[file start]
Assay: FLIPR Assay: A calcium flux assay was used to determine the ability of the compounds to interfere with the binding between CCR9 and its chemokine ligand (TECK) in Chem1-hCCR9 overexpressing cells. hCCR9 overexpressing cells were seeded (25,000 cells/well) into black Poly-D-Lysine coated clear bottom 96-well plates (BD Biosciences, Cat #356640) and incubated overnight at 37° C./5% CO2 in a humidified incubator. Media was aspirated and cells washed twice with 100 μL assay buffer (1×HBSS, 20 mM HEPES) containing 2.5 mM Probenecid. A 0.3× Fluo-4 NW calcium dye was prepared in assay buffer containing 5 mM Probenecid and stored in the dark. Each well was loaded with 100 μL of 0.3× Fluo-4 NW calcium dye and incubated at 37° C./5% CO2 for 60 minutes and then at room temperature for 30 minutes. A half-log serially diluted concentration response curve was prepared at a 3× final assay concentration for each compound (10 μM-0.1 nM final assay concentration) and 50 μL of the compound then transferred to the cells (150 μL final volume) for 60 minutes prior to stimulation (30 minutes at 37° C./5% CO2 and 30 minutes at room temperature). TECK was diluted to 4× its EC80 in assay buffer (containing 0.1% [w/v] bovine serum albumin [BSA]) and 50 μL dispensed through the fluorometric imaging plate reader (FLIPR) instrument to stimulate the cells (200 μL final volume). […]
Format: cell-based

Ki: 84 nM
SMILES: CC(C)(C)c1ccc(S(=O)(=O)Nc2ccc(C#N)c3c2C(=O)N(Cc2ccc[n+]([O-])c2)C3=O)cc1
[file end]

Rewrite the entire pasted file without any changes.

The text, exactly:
Assay: FLIPR Assay: A calcium flux assay was used to determine the ability of the compounds to interfere with the binding between CCR9 and its chemokine ligand (TECK) in Chem1-hCCR9 overexpressing cells. hCCR9 overexpressing cells were seeded (25,000 cells/well) into black Poly-D-Lysine coated clear bottom 96-well plates (BD Biosciences, Cat #356640) and incubated overnight at 37° C./5% CO2 in a humidified incubator. Media was aspirated and cells washed twice with 100 μL assay buffer (1×HBSS, 20 mM HEPES) containing 2.5 mM Probenecid. A 0.3× Fluo-4 NW calcium dye was prepared in assay buffer containing 5 mM Probenecid and stored in the dark. Each well was loaded with 100 μL of 0.3× Fluo-4 NW calcium dye and incubated at 37° C./5% CO2 for 60 minutes and then at room temperature for 30 minutes. A half-log serially diluted concentration response curve was prepared at a 3× final assay concentration for each compound (10 μM-0.1 nM final assay concentration) and 50 μL of the compound then transferred to the cells (150 μL final volume) for 60 minutes prior to stimulation (30 minutes at 37° C./5% CO2 and 30 minutes at room temperature). TECK was diluted to 4× its EC80 in assay buffer (containing 0.1% [w/v] bovine serum albumin [BSA]) and 50 μL dispensed through the fluorometric imaging plate reader (FLIPR) instrument to stimulate the cells (200 μL final volume). […]
Format: cell-based

Ki: 84 nM
SMILES: CC(C)(C)c1ccc(S(=O)(=O)Nc2ccc(C#N)c3c2C(=O)N(Cc2ccc[n+]([O-])c2)C3=O)cc1